I will never forget him. I promised Snookie I’d carry him in my heart and mind for the rest of my life. I picture him still, coming to quietly check in on me as he so often did during the day. He liked to know where I was. Sometimes I’d look around and there he’d be just standing at a distance gazing at me. That kind of love is so nice. I picture how while sleeping or watching something, he must have had thoughts of me cross his mind and so he’d get up and come to find me. I miss that small golden shadow of love so much.
He died on August 8th 2021*. These photos of Snookie and me were taken by Bernie just as we were all getting up on the last morning of his life. He was the third wheel of our family tricycle now Bernie and I must learn to ride the tandem bike of life for a while. At least we still have the Neigh bors, as we call the mules and Pie, to hug on.
* Snookie was put down as his Degenerative Myelopathy was advanced and was starting to make it hard for him to get up and down on his own. We did not want him to get to the point where he was suffering. We fed him a breakfast of London broil steak and bacon and then a friend of ours who is a vet put him down at our farm under the shade of a Chestnut tree, while we gave him tons of pats and hugs. He felt nothing but love and then went to sleep forever.
He was comfort.
He was scared of thunder.
He came from Tennessee.
He was found as a wee pup flung in a ditch on the Missouri Tennessee line.
We called him a Missouri ditch dog, a King Tutt pointer, duck tolling sun of a bitch or a slothallo when people wanted to know his breed.
He liked to sit and watch the world.
He barked at an owl’s hoot.
He howled with coyotes, classical music and when we did.
He loved me.
He loved Bernie and Tom and Greg and Beth and a lot of others that he knew well.
He squinted when he greeted old friends.
He barked at strangers.
He liked the outdoors better than the indoors.
He could not tolerate flies.
He hated a dog named Yogi and attacked a ball every time he thought of that dog.
He shook with fear during storms.
He liked to be where I was.
He kept his eye on me.
Even in his old age he’d limped a long way to come and find me.
He traveled everywhere with us that he could go.
He would have always tried to come.
He did the pig dance when he found something dead and would drop down to roll unless he heard the word NO!
He put up well with all the silly things we did with him.
He never ever messed in the house after he was a pup.
He liked food from the table and going out for ice cream.
He loved a good walk in the woods.
He liked to give chase.
He liked sleeping in the cold.
He dreamed and twitched his paws and wrinkled his nose.
He was among my best friends of all my life.
He had no greater accomplishment than just being a world class friend.
He was a great dog.
I am so glad his path crossed mine.
I wrote the following poem for Snookie and for all that have lost a dog friend.
by Julia Carpenter
A dog just is until he isn’t.
Just was until he wasn’t.
He tries for no more.
But is so, so much more.
The space that dog was can not be filled.
The lonesome has come where his shadow was.
Something deeply apart of you has been lost.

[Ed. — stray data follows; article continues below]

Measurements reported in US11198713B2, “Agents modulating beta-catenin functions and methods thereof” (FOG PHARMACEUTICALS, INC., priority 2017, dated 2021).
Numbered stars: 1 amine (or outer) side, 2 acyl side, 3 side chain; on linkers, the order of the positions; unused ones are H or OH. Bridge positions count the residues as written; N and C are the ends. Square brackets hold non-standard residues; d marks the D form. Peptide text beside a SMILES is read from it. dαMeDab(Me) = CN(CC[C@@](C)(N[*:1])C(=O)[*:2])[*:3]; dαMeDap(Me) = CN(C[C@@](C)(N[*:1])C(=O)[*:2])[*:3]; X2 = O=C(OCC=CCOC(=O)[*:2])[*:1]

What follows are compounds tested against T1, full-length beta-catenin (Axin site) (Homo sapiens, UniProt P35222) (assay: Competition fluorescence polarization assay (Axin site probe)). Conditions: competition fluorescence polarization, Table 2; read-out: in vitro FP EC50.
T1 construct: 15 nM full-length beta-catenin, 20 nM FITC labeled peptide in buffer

It belonged to the comfort and you need it now but it is gone.
The softness, the warmth, the silence, the knowing, the beam from the eyes that radiated love.
Dog never questioned but always loved.
Let him now stay in your heart.
Toss him a smile like you once did a bone when you remember him and the love that he gave you.
Dog has leapt inside you and will remain with you ever more.
His memory lingers nearby.
You have only to call it and it will come.
He can no longer stand by your side but he’s curled up in your soul.
Today Jack Punch and I found ourselves riding down a long and lonely dirt road in Grand Escalate National Monument. The road called Cottonwood Rd wound for many miles past red rock walls and thickets of cottonwood trees. We saw no other animals. They must have found a better place to hide from the baking heat, 100 F.
The land because of the extreme heat, the remoteness, the sparseness and the dryness makes no sense to me as a place man should pick to do anything but wander through admiring its beauty and praying that he will make it where he's going before nature sends him a harsh message he is not prepared to receive. Like today's heat.
What a strange place to try to graze a cow. I have seen no water. Surely there is some because the cottonwoods find enough to grow. But a cow? I've heard a single cow drinks at least 2 gallons per 100lbs in hot weather.
No, I think best to leave this place for the plants and animals nature has found for it on her own. I am hoping to find enough water to give the horses and mules a drink. We have fifty miles to ride before we will be out of this dry environment. Lucky we started with one full canteen each.
We have been wandering down this road for the past three days and have not seen one other human soul. Around high noon, I started to hear some noise behind us. It sounded like voices and hoof beats. We pulled of to rest the animals for lunch in the shade of a small canyon. When we reentered the road I saw some hoof tracks I did not think belonged to our animals. Was someone following us? The thought did cross my mind but then I told myself I was probably just developing the kind of old West paranoia a place like this could give you.
The above is a fake account of the adventures of Harriet Bighorn and Jack Punch but perhaps next year sometime you will find the duo and their animals out for real reporting from your land and ours, the public lands of the West.